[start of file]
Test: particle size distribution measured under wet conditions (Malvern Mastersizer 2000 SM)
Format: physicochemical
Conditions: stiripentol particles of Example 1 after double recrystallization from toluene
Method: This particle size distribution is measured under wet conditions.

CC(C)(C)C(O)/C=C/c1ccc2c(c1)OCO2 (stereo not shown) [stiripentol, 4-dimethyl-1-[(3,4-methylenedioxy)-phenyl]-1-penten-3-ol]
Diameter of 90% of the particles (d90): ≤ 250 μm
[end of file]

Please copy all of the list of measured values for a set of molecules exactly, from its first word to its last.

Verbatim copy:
Test: particle size distribution measured under wet conditions (Malvern Mastersizer 2000 SM)
Format: physicochemical
Conditions: stiripentol particles of Example 1 after double recrystallization from toluene
Method: This particle size distribution is measured under wet conditions.

CC(C)(C)C(O)/C=C/c1ccc2c(c1)OCO2 (stereo not shown) [stiripentol, 4-dimethyl-1-[(3,4-methylenedioxy)-phenyl]-1-penten-3-ol]
Diameter of 90% of the particles (d90): ≤ 250 μm